Titel: The history of Robinson Crusoe abridged: for the use of schools and private instruction
Auteur: [niet beschikbaar]
Uitgave: Amsterdam: G. Portielje and son, 1855
3e dr
Auteursrechten: Zie auteursrechten
Citeerinstructie: Bijzondere Collecties van de Universiteit van Amsterdam, UBM: Obr. 5559
Onderwerp: Taal- en letterkunde naar afzonderlijke talen: Engelse letterkunde
Trefwoord: Vertalingen (vorm)
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   The history of Robinson Crusoe abridged: for the use of schools and private instruction
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and several among them had scarcely strength enough
to stand. On entering the cabin an affecting scene
presented itself to their eyes. A mother with her son
and a young maid-servant were lying stretched out
there, and seemed already starved to death. The boy
was lying in bed and had still a piece of a leather
glove in his mouth, which he had more than half
eaten. It was presumed they were all three dead;
but soon afterwards they discovered there were still
some remains of life in them, for after they had
poured some jelly-broth into their mouths, they be-
gan to open their eyes by degrees; but the mother
was too far gone to be able to swallow any thing,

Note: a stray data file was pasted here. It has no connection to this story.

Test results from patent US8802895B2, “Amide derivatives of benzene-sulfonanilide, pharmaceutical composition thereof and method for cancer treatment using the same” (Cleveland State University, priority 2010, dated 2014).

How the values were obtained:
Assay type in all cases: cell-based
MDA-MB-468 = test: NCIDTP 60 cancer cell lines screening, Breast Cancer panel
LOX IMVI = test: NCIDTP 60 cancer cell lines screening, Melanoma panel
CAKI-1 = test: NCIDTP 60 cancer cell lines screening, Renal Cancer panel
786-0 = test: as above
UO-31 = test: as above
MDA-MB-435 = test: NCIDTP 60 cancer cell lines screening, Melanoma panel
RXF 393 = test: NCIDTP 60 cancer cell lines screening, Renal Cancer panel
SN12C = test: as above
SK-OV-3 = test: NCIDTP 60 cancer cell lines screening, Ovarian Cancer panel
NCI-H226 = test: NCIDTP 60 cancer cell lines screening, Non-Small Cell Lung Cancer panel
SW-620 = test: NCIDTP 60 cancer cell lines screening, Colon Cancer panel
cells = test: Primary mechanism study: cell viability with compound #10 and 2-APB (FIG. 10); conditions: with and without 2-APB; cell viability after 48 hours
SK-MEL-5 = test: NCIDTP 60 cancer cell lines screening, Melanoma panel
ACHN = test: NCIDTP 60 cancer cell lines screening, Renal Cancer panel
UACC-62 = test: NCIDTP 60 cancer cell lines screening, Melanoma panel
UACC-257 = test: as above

and expired soon after, making a sign for them to
leave her and endeavour to save her son's life. The
captain succeeded in his endeavours, to preserve the
two others by means of cordials and strengthening
food. But when the young lad turned his eyes to-
wards his mother and saw that she was dead, his
violent grief threw him anew into a swoon, from
which he was with difficulty recovered; however he
was brought again to himself, and he as well as
the maid-servant were restored to perfect health.
The captain provided the ship with as much victu-
als as he could spare, ordered the broken masts to
be repaired as well as possible by his carpenters,
and gave the crew the necessary information to reach
Canary-Islands, the nearest land, whither he also
sailed to take in fresh provisions.
On their arrival Robinson went on shore with the
captain; he could not enough admire the romantic
views which these fertile islands afforded. As the
captain was obliged to stop here for some time to
repair his ship, which was a little damaged, Robin-
son began to be tired of the monotony of his life.
His unquiet mind was fond of novelties, and he
wished for wings to be able to fly round the world
as soon as possible.